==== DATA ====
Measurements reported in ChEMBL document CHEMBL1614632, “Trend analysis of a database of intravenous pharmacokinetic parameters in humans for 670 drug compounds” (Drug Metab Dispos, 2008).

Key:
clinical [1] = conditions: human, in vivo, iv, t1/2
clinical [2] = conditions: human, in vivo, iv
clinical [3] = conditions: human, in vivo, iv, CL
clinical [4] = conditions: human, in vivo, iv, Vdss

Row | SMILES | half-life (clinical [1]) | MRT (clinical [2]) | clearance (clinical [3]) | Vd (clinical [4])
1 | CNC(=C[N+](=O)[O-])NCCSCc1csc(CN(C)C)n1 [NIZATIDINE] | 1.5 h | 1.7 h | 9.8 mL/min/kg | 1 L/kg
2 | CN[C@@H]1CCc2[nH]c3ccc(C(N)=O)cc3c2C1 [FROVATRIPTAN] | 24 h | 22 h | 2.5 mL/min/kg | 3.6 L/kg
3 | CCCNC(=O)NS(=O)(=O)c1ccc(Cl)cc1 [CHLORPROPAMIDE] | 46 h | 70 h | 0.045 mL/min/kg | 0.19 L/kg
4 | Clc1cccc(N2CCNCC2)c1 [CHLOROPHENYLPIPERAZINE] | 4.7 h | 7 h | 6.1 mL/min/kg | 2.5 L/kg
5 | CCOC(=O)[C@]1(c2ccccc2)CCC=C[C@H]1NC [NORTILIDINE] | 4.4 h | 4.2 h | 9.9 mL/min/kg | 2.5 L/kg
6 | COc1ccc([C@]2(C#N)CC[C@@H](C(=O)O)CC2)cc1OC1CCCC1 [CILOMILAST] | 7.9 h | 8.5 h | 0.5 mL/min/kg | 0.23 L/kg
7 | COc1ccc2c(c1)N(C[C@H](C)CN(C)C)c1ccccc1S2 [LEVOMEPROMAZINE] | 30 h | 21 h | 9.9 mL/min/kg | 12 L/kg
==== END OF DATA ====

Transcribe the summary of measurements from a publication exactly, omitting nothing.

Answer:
Measurements reported in ChEMBL document CHEMBL1614632, “Trend analysis of a database of intravenous pharmacokinetic parameters in humans for 670 drug compounds” (Drug Metab Dispos, 2008).

Key:
clinical [1] = conditions: human, in vivo, iv, t1/2
clinical [2] = conditions: human, in vivo, iv
clinical [3] = conditions: human, in vivo, iv, CL
clinical [4] = conditions: human, in vivo, iv, Vdss

Row | SMILES | half-life (clinical [1]) | MRT (clinical [2]) | clearance (clinical [3]) | Vd (clinical [4])
1 | CNC(=C[N+](=O)[O-])NCCSCc1csc(CN(C)C)n1 [NIZATIDINE] | 1.5 h | 1.7 h | 9.8 mL/min/kg | 1 L/kg
2 | CN[C@@H]1CCc2[nH]c3ccc(C(N)=O)cc3c2C1 [FROVATRIPTAN] | 24 h | 22 h | 2.5 mL/min/kg | 3.6 L/kg
3 | CCCNC(=O)NS(=O)(=O)c1ccc(Cl)cc1 [CHLORPROPAMIDE] | 46 h | 70 h | 0.045 mL/min/kg | 0.19 L/kg
4 | Clc1cccc(N2CCNCC2)c1 [CHLOROPHENYLPIPERAZINE] | 4.7 h | 7 h | 6.1 mL/min/kg | 2.5 L/kg
5 | CCOC(=O)[C@]1(c2ccccc2)CCC=C[C@H]1NC [NORTILIDINE] | 4.4 h | 4.2 h | 9.9 mL/min/kg | 2.5 L/kg
6 | COc1ccc([C@]2(C#N)CC[C@@H](C(=O)O)CC2)cc1OC1CCCC1 [CILOMILAST] | 7.9 h | 8.5 h | 0.5 mL/min/kg | 0.23 L/kg
7 | COc1ccc2c(c1)N(C[C@H](C)CN(C)C)c1ccccc1S2 [LEVOMEPROMAZINE] | 30 h | 21 h | 9.9 mL/min/kg | 12 L/kg